Luckily, there is more to Crimson Peak than meets the eye. There is some element of twist in the film’s third act and the film ends up making somewhat unpredictable observations about both aristocracy and the plasticity of love stories. Ultimately Crimson Peak proved a memorable movie, but the memorable was too little, too late to render the work overall entertaining. One weakness, I suppose, is that the film lacked del Torro’s signature (literal) monsters: they’re there, but not frequently, and certainly not to the degree necessary to register as characters. The film’s problems, however, go beyond the absence of charismatic monsters. Its real problem is the presence of blasé people.

One thing I’ve struggled with in reading English classics over the years is parsing what exactly is so attractive about their leading men. Mr. Darcy, Captain Wentsworth and Mr. Rochester all struck me as just rich men whose names got repeated a lot: yet in their respective stories they count as real heartthrobs. To del Torro and Matthew Robbins’s credit, they perfectly captured this dynamic in Thomas Sharpe. The character may be the one who pushes Edith away from her intellectualism-over-love lifestyle, but nothing he does on screen really rises above the standard of blandness.

Thomas’s blandness is to blame for the arguable overwriting of his sinister sister (his lack of charisma had to be made up for somewhere). It is also to blame for why the film’s middle feels lacking. Most importantly, however, it is what prevents the film’s twist from truly tying the work together. Thomas proves a complicated character, and the subject of what is perhaps del Torro’s most tragic and nuanced exploration of reactionary power structures. Crimson Peak’s structure ,unfortunately, makes his character development seem less like an arc and more like a list of bullet points; a list that’s quite repetitive prior to its conclusion.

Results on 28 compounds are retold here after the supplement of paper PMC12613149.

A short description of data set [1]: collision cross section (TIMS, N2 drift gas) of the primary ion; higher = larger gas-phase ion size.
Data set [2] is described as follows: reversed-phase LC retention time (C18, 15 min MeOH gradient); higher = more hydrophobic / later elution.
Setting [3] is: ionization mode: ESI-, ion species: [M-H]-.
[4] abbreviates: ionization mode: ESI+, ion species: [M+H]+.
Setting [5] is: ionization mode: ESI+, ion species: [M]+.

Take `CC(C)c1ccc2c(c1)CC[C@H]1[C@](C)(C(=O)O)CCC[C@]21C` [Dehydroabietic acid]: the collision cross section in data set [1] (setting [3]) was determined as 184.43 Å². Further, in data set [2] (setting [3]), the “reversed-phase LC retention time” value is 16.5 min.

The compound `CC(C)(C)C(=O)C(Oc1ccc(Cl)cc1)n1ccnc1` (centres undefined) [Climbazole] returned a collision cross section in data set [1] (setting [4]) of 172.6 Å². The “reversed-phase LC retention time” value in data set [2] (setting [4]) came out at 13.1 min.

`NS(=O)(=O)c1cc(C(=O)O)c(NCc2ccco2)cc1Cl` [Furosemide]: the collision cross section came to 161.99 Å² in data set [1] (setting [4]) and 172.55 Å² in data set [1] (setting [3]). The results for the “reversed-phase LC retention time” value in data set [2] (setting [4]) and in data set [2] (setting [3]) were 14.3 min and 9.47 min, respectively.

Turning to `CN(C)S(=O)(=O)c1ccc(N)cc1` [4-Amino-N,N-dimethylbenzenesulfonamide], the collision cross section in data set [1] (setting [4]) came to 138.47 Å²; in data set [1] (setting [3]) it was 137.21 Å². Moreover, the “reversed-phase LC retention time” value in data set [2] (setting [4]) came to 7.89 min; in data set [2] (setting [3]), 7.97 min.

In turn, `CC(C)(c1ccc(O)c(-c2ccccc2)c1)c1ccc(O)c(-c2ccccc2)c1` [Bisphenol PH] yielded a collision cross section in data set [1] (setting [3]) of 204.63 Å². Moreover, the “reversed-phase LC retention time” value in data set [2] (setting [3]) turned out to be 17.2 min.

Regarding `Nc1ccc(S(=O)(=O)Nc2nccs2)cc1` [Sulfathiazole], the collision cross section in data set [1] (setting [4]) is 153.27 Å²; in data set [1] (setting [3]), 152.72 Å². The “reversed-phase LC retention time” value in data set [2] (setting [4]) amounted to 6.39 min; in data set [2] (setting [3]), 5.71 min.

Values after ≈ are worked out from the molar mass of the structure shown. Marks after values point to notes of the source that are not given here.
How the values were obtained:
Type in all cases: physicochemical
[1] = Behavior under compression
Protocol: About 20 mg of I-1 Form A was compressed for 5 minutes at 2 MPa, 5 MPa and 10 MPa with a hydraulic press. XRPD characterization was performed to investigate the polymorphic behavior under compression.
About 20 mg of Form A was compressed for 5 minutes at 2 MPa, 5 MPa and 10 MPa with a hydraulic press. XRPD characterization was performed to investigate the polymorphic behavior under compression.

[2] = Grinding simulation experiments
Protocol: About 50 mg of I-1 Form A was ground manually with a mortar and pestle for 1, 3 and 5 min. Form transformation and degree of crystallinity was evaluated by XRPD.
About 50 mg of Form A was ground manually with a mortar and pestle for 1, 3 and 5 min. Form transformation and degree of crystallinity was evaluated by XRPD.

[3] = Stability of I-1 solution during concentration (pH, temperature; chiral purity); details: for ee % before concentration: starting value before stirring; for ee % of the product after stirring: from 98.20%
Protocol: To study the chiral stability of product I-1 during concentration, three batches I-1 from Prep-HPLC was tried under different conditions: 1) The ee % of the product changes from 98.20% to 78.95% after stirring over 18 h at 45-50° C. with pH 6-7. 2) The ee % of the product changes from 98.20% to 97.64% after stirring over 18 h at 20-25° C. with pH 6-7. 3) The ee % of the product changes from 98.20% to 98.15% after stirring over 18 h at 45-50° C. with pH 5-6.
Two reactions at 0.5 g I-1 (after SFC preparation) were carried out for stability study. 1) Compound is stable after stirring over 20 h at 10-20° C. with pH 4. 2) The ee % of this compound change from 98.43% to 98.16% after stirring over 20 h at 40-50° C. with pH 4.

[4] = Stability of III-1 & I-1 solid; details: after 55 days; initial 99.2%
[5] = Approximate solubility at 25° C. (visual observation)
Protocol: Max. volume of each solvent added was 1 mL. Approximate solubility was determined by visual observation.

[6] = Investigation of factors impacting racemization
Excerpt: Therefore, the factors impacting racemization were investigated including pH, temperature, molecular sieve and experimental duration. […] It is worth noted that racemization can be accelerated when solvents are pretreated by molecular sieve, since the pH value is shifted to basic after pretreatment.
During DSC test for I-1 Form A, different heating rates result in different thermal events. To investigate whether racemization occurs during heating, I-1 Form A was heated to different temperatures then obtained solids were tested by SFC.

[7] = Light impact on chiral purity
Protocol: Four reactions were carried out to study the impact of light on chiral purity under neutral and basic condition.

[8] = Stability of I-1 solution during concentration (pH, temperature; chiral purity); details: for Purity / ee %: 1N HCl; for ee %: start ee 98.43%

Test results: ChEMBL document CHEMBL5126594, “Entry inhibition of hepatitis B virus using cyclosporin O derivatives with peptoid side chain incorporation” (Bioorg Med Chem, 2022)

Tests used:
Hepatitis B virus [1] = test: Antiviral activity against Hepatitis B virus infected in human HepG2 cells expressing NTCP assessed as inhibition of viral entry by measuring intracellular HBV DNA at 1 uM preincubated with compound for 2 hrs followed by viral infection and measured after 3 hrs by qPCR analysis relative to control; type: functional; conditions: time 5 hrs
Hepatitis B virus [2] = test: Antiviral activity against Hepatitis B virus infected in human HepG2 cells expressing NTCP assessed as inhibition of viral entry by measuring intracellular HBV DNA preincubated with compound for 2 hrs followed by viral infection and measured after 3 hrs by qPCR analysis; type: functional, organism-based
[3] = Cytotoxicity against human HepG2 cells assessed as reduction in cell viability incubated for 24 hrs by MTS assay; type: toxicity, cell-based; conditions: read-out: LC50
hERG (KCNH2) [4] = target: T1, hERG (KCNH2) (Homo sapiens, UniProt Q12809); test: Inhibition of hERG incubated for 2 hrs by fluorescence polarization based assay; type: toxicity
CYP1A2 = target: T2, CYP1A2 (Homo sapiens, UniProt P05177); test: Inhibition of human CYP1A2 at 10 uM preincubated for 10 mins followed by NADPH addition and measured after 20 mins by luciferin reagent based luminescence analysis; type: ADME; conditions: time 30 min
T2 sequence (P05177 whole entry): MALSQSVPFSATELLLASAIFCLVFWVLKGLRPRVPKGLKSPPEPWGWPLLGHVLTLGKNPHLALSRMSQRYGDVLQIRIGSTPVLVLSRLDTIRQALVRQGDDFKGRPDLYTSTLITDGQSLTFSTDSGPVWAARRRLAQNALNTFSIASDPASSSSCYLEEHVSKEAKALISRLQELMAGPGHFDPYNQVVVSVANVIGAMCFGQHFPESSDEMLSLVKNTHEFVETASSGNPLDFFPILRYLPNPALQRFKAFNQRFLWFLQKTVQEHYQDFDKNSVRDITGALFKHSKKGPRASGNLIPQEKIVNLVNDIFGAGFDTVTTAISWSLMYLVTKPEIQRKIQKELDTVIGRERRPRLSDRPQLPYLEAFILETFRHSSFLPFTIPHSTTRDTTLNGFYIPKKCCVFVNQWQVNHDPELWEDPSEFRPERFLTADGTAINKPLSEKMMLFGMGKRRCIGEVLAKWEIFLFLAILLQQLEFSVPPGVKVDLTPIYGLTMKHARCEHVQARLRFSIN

While Pan’s Labyrinth spoke to an evil characterized by an acting body: a military force, Crimson Peak went for a target that wasn’t exactly moving. In fact that is its point: that aristocrats are hauntingly trapped in the past. The disturbing stagnancy of aristocratic culture might very well make for a good cinematic theme, but one has to be careful that one’s own film doesn’t take on that stagnancy itself.

Pan’s Labyrinth (2006)

Written and Directed by: Guillermo del Toro

Pan's_LabyrinthI was inspired to finally watch Pan’s Labyrinth for two related reasons. Firstly, I was recently introduced to del Toro’s fascination with monsters, insects and fairy tales by a travelling exhibit of his at the Art Gallery of Ontario. Secondly, The Shape of Water recently won the Oscar for best picture and del Toro was named best director. I had mixed feelings about this result. I think del Toro deserved the directorial award due to the beautiful world he created. As a script, I felt The Shape of Water fell a bit short: it made it a tad too obvious who was good and who was evil, depriving it of a necessary dose of complexity.